My lungs began to explode and pieces flew in the air adding to the fertiliser already covering the grounds and fields we were racing around. The TURTLE sticks started to smoulder under the pressure. I went past my limit. I had failed at John Braynard’s opening lines to VeloBeats, “…on one day, at one time, you can go over your limits…” I was well over my limits and phat bill was about to come due . . .
I could not hold contact with the group I was in and started falling back. TIPSTER was the first Teammate to head up the road…this I expected as youth would have its day and TIPSTER could bring heat. SHAFT, who is training for Ironman Zurich was next. His training is focused and his fitness is beyond reproach. He was crushing it. HAMMER followed and I was having flashbacks from last season. DAPS, a tenacious commuter in all weather conditions came next. This was his first race and he was giving it his all. I was fading and losing wheel after wheel . . . UGH x 3!!!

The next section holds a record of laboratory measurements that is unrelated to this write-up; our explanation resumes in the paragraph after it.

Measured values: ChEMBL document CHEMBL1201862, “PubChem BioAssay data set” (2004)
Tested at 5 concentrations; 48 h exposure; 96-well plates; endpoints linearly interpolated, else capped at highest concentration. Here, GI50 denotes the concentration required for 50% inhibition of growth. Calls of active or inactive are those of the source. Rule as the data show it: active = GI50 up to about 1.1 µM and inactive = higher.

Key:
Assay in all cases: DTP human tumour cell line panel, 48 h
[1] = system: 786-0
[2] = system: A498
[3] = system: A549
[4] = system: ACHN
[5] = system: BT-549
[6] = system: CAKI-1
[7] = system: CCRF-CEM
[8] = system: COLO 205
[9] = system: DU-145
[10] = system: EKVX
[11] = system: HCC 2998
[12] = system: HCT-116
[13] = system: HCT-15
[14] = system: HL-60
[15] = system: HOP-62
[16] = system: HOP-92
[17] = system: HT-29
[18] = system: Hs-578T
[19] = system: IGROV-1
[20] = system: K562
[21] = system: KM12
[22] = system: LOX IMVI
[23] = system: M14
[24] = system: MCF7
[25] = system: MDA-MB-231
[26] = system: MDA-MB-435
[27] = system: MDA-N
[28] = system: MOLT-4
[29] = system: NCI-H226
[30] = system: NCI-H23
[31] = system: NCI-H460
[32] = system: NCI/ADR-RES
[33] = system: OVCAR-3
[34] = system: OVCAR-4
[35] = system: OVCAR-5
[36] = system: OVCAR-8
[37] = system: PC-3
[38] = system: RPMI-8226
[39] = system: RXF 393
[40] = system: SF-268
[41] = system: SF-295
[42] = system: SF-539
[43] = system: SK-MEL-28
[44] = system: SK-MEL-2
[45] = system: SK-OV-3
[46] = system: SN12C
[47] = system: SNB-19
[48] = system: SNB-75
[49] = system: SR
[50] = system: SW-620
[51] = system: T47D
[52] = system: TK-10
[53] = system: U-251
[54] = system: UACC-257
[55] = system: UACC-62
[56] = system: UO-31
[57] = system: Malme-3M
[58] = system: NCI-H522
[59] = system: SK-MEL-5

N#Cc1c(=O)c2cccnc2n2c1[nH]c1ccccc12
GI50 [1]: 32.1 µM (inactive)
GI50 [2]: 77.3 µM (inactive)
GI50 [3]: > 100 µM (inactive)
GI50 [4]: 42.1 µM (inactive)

It took another lap or two for me to settle in and recover. I refused to go out like this. I sacrificed hours all winter to train. I had to suck it up and find the strength and super glue to put the shell back together and finish this race strong . . .
|Back on it!|
Found a group and started working it as best I could. I would set the tempo on the slight rise and my band of three merry men would take the pulls into the wind on the flat. My rhythm had returned . . . TURTLE got his grove back. I kicked the tires, relit the burner cans and pressed ahead. Together we began moving up the field one rejected straggler at a time. Some would join in, other would let us pass. Forward we went as forward we had to go . . .
After about 40 minutes or so the lead group of 6 - 8 lapped the field. These guys were on fire! In their group I saw one cat wearing a Jedermann number . . . BEAST!!! This must have be the guy the German was talking about as being fit. He was rocking it!!!
Some time after that a second group with TIPSTER claimed a lap on me as I led my little group up the slight rise on the course. His shout out of “way to lead up the climb TURTLE” gave me energy to dig deeper as I tried to latch onto his group for the remainder of the race. It just didn’t happen . . . youth had its day and the old man TURTLE was already in his top gear.